This lust for raw power has now lead the Republican party into supporting and defending both a
candidate and president that may be threatening American democracy itself. They fell in line with Donald Trump as a candidate, despite his lack of experience, and racist and misogynistic comments, and now that his actions as president are becoming less and less easy to defend, the vast majority still stand with him. Just a few days ago, he fired James Comey, the head of the FBI, in a completely unprecedented move; although the firing is within presidential power, and he's not the first to do it, the firing came while the FBI was still investigating Trump's campaign ties to Russia. While Trump's people have given a flurry of answers as to why he did this, from Comey mishandling the Clinton email investigation (which Trump actually praised on the campaign trail), to workers at the FBI losing confidence in him (which was contradicted by testimony from actual FBI members), to Trump himself in an interview dismissing Comey as "a grand stander" and "a showboat." (Projecting a little there, Donald?). The most convincing reason to me is that POLITICO magazine reports that Trump would watch TV reports on the continuing Russian investigation and scream and yell at the screen like a psychopathic toddler, leading to him inevitably lashing out at Comey, foolishly assuming that this would somehow end the Russian investigation.
The good news is that the Comey firing has had the opposite effect, drawing even more attention to the possible treasonous collusion between the Trump campaign and Russia. The bad news is that the Republican party is still almost entirely standing behind him, with Mitch McConnell and others rejecting a call for an independent investigation. Worst of all, as an apparent distraction, Trump has appointed a panel to investigate so called voter fraud, a panel that includes Kris Kobach, a proponent of tough voter laws that inevitably target minority voters. (In yet another example of their raw quest for power, the Republican party has no problem with suppressing the rights of minority voters to gain a political advantage.)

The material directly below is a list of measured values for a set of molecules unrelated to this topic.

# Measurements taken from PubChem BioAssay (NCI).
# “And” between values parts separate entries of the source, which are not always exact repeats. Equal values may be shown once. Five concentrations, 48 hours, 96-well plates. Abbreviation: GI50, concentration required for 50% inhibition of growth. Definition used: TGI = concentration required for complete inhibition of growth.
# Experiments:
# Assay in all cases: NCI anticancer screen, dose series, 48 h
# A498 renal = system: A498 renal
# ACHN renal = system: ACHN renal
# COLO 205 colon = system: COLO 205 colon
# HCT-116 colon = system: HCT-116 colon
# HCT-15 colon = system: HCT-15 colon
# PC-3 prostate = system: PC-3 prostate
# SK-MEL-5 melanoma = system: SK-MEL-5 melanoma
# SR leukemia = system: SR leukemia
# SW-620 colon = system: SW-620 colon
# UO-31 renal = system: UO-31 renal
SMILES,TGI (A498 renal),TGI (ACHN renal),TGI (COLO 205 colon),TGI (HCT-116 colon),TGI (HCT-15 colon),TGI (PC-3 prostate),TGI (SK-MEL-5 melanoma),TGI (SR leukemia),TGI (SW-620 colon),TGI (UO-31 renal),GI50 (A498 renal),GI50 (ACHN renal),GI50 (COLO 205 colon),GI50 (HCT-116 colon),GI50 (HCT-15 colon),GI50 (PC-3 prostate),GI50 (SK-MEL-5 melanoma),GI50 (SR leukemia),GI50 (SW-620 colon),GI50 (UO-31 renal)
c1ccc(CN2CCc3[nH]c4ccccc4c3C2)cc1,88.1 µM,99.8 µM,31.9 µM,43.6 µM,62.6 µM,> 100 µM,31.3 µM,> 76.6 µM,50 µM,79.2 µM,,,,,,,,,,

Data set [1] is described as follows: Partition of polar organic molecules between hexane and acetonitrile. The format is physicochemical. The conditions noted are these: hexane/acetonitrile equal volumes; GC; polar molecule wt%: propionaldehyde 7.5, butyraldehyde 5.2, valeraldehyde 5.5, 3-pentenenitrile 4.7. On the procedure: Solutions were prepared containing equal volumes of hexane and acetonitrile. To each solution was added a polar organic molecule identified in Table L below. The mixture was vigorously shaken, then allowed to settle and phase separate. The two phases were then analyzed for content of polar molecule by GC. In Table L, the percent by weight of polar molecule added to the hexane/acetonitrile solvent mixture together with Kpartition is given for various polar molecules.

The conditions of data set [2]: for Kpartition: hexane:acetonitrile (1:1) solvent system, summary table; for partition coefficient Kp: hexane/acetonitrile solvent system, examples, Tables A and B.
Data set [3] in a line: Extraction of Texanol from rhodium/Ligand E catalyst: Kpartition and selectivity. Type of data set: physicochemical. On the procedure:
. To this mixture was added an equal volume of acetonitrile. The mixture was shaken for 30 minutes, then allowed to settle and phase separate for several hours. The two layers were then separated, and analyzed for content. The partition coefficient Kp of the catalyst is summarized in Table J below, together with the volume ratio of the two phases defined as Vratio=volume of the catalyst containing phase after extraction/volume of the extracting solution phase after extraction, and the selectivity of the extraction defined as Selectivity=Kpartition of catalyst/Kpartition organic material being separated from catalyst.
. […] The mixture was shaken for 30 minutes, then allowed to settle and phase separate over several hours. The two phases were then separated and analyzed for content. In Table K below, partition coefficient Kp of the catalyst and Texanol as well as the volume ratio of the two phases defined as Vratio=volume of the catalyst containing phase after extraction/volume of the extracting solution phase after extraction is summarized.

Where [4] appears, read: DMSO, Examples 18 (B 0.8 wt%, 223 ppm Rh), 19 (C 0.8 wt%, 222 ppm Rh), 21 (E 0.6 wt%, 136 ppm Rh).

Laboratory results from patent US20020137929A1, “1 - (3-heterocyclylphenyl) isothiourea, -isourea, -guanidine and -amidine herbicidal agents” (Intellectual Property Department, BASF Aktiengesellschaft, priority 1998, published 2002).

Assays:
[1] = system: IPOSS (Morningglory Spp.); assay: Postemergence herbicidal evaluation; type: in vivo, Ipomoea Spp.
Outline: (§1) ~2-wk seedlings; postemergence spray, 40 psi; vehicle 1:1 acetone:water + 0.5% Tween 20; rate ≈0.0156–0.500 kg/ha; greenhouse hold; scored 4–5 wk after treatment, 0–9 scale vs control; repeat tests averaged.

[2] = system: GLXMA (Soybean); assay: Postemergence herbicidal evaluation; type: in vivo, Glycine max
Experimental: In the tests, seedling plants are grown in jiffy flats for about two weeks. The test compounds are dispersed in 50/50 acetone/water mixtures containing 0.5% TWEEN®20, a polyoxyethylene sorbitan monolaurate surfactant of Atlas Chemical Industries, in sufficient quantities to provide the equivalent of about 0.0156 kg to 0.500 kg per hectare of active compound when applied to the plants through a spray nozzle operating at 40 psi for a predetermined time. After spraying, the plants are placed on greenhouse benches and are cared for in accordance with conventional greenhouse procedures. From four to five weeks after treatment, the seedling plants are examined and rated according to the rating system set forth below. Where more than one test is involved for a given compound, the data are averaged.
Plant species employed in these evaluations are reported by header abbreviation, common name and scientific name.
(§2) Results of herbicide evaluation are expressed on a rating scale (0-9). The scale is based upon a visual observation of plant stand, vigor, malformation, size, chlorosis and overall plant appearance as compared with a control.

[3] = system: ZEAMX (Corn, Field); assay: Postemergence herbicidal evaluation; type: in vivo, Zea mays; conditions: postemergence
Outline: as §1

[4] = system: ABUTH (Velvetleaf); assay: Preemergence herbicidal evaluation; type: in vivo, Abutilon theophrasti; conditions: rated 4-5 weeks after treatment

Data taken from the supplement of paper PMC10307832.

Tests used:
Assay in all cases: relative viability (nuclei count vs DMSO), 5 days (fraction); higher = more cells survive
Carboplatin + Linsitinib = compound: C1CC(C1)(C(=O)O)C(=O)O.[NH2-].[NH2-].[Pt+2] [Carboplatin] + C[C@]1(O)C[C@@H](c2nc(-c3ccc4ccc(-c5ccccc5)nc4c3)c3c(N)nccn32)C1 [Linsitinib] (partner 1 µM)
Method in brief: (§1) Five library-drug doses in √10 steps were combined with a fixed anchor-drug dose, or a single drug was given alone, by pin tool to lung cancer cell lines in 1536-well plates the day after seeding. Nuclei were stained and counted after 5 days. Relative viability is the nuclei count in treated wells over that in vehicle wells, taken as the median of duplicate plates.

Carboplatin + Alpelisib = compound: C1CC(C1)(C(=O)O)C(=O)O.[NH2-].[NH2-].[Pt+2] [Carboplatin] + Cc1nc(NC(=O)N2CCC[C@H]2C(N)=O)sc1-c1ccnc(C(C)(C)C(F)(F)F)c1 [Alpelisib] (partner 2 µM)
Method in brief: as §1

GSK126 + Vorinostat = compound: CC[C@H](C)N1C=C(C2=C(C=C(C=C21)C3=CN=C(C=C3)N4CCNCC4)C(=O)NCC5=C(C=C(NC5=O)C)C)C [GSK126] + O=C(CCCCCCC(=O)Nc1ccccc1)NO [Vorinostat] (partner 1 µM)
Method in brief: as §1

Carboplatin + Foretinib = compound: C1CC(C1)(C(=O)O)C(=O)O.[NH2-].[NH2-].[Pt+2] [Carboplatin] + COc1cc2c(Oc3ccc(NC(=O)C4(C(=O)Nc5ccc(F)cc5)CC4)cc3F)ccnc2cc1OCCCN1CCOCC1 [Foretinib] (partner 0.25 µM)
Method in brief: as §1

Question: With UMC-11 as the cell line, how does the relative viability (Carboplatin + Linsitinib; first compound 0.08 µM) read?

Yes, just as they ignored Trump's use of the White House to expand his and his family's wallets, while appointing unqualified family members into important positions (the president's son in law Jared Kushner, has been given many different governmental duties, including negotiations in the middle east, not bad for a real estate business inheritor with no political experience!). And they ignored or tried to defend his absurd accusations of millions of illegal voters going to the polls, or that Barack Obama had him wire tapped. And now here they are, going along with Trump as he tries to distract and move the country along from what could be the biggest presidential scandal in our nation's history. In the past few days, there have been numerous comparisons made between Trump and Richard Nixon, and while many of these are apt (Nixon fired a special prosecutor instead of the head of the FBI, but the nature of the firing was very similar), the sad fact of the matter is that in Nixon's time, there were enough Republicans of principle willing to stand up to him in the face of obvious wrong doing. Do such Republicans even exist today? Perhaps a handful, but for the most part it appears that the Republican party is just fine with Trump acting more and more like a corrupt third world dictator than a president as long as he can bring them the tax cuts for the rich, rollback of environmental regulations and the removal of Obamacare that they so crave for. It's getting really hard to feel any kind of patriotism for this country and its leader these days.